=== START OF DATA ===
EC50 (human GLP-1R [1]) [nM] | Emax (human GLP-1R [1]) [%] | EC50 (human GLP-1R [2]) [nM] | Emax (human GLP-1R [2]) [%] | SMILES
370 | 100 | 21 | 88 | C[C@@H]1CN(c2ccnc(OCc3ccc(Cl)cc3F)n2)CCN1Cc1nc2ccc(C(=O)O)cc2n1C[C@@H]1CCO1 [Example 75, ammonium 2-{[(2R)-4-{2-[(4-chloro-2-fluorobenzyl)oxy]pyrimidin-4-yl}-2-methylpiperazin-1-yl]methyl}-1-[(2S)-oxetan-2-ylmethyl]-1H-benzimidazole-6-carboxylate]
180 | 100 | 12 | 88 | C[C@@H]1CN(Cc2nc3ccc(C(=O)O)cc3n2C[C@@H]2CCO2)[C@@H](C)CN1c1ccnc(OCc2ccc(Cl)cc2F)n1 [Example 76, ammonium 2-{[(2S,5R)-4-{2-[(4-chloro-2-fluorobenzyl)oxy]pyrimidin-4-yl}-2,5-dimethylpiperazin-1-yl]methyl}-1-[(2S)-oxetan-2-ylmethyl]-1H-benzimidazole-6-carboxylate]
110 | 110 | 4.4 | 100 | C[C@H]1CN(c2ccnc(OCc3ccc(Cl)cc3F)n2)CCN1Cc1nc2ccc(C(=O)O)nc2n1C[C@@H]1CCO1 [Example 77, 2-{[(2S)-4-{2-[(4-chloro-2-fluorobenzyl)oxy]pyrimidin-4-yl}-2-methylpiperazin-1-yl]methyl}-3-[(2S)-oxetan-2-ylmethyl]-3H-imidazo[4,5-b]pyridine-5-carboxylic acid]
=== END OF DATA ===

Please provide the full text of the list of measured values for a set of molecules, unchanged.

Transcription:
EC50 (human GLP-1R [1]) [nM] | Emax (human GLP-1R [1]) [%] | EC50 (human GLP-1R [2]) [nM] | Emax (human GLP-1R [2]) [%] | SMILES
370 | 100 | 21 | 88 | C[C@@H]1CN(c2ccnc(OCc3ccc(Cl)cc3F)n2)CCN1Cc1nc2ccc(C(=O)O)cc2n1C[C@@H]1CCO1 [Example 75, ammonium 2-{[(2R)-4-{2-[(4-chloro-2-fluorobenzyl)oxy]pyrimidin-4-yl}-2-methylpiperazin-1-yl]methyl}-1-[(2S)-oxetan-2-ylmethyl]-1H-benzimidazole-6-carboxylate]
180 | 100 | 12 | 88 | C[C@@H]1CN(Cc2nc3ccc(C(=O)O)cc3n2C[C@@H]2CCO2)[C@@H](C)CN1c1ccnc(OCc2ccc(Cl)cc2F)n1 [Example 76, ammonium 2-{[(2S,5R)-4-{2-[(4-chloro-2-fluorobenzyl)oxy]pyrimidin-4-yl}-2,5-dimethylpiperazin-1-yl]methyl}-1-[(2S)-oxetan-2-ylmethyl]-1H-benzimidazole-6-carboxylate]
110 | 110 | 4.4 | 100 | C[C@H]1CN(c2ccnc(OCc3ccc(Cl)cc3F)n2)CCN1Cc1nc2ccc(C(=O)O)nc2n1C[C@@H]1CCO1 [Example 77, 2-{[(2S)-4-{2-[(4-chloro-2-fluorobenzyl)oxy]pyrimidin-4-yl}-2-methylpiperazin-1-yl]methyl}-3-[(2S)-oxetan-2-ylmethyl]-3H-imidazo[4,5-b]pyridine-5-carboxylic acid]